As it can be seen there is a thin line of difference between the activities which may or may not constitute PE in India as also depends on actual functioning on the ground. Therefore, it would not be sufficient to rely on the documents setting out the arrangement between the two companies for the activities to be carried out in India to allay the risk of PE in India. It is equally important to analyze the actual operations carried out on the ground by the persons actually engaged in executing the functions. In most cases, the person who carries out the business operations on the ground (usually a non-tax person) would not be aware of the potential tax risks, which could create an unforeseen tax risk to the foreign company.


Extensive powers given to tax authorities

The domestic tax legislation has given significant powers to the tax authorities to probe to ascertain the real picture on ground. They have the power to carry out a survey/search operation (a dawn raid) by entering into and searching the premises without any prior intimation. The search proceeding could be quite onerous and the procedures involved could be daunting, if not hostile, as the same involves:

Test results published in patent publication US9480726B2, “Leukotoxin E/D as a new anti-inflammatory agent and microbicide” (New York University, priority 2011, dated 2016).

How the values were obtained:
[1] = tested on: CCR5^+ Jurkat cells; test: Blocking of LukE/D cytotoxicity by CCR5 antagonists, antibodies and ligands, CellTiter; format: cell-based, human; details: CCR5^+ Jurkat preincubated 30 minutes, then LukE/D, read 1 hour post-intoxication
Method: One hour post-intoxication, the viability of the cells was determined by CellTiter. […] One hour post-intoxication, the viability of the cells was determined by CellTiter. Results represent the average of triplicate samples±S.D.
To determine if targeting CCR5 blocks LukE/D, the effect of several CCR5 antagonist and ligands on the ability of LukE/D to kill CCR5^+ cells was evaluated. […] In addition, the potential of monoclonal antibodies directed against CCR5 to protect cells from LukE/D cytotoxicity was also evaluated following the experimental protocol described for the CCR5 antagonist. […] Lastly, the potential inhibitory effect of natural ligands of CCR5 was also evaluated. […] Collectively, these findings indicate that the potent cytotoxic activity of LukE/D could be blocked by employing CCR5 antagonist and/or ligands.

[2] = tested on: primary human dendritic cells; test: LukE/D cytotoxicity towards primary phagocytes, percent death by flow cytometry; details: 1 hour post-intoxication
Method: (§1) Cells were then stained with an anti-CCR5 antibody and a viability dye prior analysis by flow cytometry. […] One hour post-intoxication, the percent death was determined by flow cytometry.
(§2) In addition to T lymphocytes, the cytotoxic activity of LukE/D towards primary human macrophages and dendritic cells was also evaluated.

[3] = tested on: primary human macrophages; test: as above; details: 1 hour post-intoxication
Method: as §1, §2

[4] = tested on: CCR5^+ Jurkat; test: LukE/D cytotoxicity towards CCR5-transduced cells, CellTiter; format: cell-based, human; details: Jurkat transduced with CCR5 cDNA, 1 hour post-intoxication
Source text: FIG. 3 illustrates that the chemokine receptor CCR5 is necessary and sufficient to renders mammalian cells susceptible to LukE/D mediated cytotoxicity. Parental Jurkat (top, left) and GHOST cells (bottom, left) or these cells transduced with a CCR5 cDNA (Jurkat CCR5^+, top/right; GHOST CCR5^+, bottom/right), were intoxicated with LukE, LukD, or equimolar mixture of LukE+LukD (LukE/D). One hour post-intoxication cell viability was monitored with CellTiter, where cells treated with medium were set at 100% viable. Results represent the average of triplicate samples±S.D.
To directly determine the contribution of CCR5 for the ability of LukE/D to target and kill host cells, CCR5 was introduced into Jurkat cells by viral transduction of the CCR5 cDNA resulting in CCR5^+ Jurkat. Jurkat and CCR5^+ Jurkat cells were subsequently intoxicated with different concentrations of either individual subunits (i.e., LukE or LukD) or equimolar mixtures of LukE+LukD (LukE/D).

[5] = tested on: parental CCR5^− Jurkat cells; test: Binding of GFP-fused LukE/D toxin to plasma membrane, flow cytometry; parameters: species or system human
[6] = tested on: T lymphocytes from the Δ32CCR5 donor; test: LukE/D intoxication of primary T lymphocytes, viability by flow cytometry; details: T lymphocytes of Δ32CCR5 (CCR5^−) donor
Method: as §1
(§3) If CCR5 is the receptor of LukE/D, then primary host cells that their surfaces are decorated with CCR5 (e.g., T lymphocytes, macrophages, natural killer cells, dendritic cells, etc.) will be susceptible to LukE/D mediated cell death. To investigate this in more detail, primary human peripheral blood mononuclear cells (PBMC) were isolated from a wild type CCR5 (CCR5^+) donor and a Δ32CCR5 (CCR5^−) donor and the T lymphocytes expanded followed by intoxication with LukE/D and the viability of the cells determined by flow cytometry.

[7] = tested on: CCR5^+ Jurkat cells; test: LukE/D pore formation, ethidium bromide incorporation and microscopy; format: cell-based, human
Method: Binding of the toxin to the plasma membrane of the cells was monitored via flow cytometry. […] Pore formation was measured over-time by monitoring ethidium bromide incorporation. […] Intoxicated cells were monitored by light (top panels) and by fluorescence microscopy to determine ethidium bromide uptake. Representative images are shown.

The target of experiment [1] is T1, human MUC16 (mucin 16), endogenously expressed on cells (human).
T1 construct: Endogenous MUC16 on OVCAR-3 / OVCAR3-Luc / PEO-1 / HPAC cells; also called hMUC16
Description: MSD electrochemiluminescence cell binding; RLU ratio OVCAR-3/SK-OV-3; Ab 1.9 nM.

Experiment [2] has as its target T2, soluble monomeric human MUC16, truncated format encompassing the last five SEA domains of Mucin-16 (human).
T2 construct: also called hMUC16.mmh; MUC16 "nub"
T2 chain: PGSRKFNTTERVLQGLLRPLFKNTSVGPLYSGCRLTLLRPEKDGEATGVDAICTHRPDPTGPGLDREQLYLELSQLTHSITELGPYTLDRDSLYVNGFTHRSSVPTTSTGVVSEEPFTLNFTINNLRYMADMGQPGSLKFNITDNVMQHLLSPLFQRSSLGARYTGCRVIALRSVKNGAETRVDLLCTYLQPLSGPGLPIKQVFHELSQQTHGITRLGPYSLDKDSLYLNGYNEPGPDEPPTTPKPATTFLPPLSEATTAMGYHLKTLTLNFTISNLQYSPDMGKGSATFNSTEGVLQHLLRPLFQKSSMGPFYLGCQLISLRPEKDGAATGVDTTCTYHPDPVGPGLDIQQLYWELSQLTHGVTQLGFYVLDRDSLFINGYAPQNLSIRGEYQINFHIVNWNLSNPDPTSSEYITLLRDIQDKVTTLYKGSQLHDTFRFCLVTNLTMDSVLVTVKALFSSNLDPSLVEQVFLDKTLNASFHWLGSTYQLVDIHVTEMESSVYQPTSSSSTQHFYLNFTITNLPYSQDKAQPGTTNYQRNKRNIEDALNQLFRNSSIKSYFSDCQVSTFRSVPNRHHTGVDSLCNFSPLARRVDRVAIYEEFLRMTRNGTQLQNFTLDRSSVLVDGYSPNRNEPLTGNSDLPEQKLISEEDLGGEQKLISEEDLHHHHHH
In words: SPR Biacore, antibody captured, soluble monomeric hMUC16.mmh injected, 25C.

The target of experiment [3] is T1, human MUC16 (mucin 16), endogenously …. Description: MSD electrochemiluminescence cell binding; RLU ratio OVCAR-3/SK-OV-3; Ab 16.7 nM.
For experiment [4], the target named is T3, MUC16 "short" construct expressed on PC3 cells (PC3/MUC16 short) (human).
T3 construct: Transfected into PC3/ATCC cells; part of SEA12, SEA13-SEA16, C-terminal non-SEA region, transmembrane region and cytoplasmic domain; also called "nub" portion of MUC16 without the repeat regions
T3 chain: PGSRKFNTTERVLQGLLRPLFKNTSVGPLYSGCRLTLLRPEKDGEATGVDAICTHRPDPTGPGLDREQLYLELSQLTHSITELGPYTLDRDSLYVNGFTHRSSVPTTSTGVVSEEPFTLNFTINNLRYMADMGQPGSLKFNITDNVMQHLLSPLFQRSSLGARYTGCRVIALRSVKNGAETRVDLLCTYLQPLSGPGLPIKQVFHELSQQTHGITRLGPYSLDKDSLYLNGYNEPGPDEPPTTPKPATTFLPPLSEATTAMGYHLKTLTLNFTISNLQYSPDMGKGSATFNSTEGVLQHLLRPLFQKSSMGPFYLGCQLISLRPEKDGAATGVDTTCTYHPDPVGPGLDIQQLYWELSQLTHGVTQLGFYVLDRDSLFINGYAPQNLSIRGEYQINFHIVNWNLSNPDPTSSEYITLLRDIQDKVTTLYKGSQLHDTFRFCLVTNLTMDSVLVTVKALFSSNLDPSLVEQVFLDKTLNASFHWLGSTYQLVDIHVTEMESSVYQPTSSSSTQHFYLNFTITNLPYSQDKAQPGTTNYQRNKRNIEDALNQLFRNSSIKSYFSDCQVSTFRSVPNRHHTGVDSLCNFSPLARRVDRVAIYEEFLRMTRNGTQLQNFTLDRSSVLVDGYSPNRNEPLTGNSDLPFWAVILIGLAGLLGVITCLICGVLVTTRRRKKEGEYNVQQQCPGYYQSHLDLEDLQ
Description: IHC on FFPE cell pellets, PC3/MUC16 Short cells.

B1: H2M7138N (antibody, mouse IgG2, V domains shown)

Disconnecting the telephone and seizing mobile phone so as to prevent the employees from alerting the seniors, etc;

Accessing each and every place of the premises without any restriction and seize documents, if required;

Record the statements of the important employees on oath;

Accessing/seizing digital documents i.e. official mailboxes and mobile phones.